The Master Cleanse diet is a liquid diet used to detoxify the body and promote weight loss. Stanley Burroughs created it in 1941. He proclaimed that the liquid cleanse was a healthy and natural way to flush the body of deadly toxins, pesticides, and other impurities. It was originally intended to treat ulcers and act as a detox. The cleanse became popular again after Peter Glickman’s book “Lose Weight, Have More Energy, and Be Happier in 10 Days”was published in 2004.

The Master Cleanse diet must be followed strictly over a three- to 10-day period. It’s broken up into three phases: Ease In, the Lemonade Diet, and Ease Out. The Ease-In section isn’t technically required, but it’s recommended as a way to prepare your body for the rest of the diet. This first phase is divided into three days:

  • Day 1: living foods, such as vegetables and whole grains
  • Day 2: soup broths and fruit and vegetable juices
  • Day 3: orange juice

The Lemonade Diet phase is the main component of the Master Cleanse. During this phase, you consume only a special “lemonade,” which is meant to be drunk six to 12 times per day, or whenever you’re hungry.

The Master Cleanse lemonade is made up of:

  • 2 tbsp. of organic lemon juice that must be freshly squeezed
  • 2 tbsp. of organic grade B maple syrup (not imitation maple syrup, as it contains additives)
  • 1/10 tsp. of ground cayenne pepper
  • 10 oz. of filtered water

During the Lemonade Diet phase, you must also take either a nightly herbal laxative, which you can buy at a drug store, or a morning saltwater flush made up of water and sea salt. These are meant to induce daily bowel movements.

The Ease-Out phase is essentially the Ease-In stage in reverse:

  • Day 1: orange juice
  • Day 2: soup broths and fruit and vegetable juices
  • Day 3: living foods

Once the Master Cleanse has been completed, it’s important to wait at least 60 days before going on another cleanse.

The diet is also sometimes referred to as the Lemon Detox Diet or the Maple Syrup Diet.

The Master Cleanse Diet claims to help the body become healthier and more energized. Throughout the cleanse, toxins will naturally be removed from the body and weight will subsequently be lost.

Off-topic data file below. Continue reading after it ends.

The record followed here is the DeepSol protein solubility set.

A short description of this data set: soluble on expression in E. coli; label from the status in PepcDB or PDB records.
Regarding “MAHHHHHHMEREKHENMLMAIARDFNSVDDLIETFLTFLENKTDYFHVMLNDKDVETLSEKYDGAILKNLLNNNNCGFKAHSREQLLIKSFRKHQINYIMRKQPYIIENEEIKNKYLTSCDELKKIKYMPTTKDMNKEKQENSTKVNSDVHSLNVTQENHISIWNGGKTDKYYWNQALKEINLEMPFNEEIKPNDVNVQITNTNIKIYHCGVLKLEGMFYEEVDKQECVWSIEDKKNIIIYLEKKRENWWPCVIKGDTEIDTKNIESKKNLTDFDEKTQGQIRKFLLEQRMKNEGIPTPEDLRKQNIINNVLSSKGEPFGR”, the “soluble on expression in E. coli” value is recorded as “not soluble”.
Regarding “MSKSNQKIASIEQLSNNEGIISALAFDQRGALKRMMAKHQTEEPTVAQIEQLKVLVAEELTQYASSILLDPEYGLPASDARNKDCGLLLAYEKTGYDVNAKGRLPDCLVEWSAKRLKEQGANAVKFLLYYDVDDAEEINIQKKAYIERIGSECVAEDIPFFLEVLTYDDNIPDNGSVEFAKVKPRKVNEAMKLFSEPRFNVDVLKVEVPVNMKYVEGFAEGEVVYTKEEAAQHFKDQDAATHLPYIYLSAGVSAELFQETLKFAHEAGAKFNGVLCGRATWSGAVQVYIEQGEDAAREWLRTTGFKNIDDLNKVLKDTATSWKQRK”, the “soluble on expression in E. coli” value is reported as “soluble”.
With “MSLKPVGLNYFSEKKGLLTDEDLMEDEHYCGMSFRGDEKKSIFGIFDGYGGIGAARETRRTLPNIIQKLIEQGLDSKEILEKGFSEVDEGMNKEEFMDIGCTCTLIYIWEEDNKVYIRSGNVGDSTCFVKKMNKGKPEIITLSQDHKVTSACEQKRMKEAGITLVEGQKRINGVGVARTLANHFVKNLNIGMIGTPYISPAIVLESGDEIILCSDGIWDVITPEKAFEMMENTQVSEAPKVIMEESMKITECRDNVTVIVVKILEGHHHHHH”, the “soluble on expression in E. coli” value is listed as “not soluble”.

Due to the low caloric intake, people will lose weight on the Master Cleanse Diet. However, the diet only includes 600 to 1,200 calories per day, which is well below the recommended 2,000 calories for an average adult. In addition to being extremely low in calories, the cleanse is deficient in vital nutrients, such as:

  • protein
  • carbohydrates
  • essential fats
  • fiber
  • vitamins
  • minerals

There’s also no scientific evidence supporting the claim that the cleanse helps to clear toxins out of the body. In fact, the body is designed to eliminate toxins on its own through the kidneys, liver, and lungs. This means people don’t necessarily need to go on cleanse diets to detoxify their bodies.

Exercise isn’t mentioned as part of the Master Cleanse. However, doing physical activity would probably be very difficult on such a low-calorie diet. People often suffer the following while on the cleanse:

  • headaches
  • dizziness
  • diarrhea
  • nausea

The Master Cleanse is a crash diet that isn’t safe or sustainable. The cleanse is deficient in essential nutrients and calories, which puts the body in a state of starvation. This can reduce muscle tissue and destroy healthy bacteria that aid digestion and boost immunity.

There’s also no scientific evidence that shows that the Master Cleanse actually removes any toxins from the body. People can lose weight on this diet. However, they’ll most likely gain the weight again after this type of weight loss. Repeated periods of weight loss and gain can severely stress your body, particularly your cardiovascular system. There are much healthier and more effective ways to lose weight that don’t involve long-term health risks.

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Would a doctor recommend cleanses or detox diets? Why or why not?



It depends on how the doctor defines the term “cleanse.” One definition suggests it’s a quick, typically unsustainable, nutrient-deficient detox diet. Medical doctors rarely promote this type of cleanse or detox diet because supporting research is significantly lacking. A different definition of a “cleanse” refers to cleaning up your diet and environment. It might include removing potential endocrine-disrupting chemicals from your home, emphasizing fruits and vegetables, and reducing junk foods, sugar, and empty calories. This approach may be recommended to help people feel the difference when they clean up their life, which can be motivating and a way to jumpstart long-term change for some people.

Natalie Butler, RDAnswers represent the opinions of our medical experts. All content is strictly informational and should not be considered medical advice.
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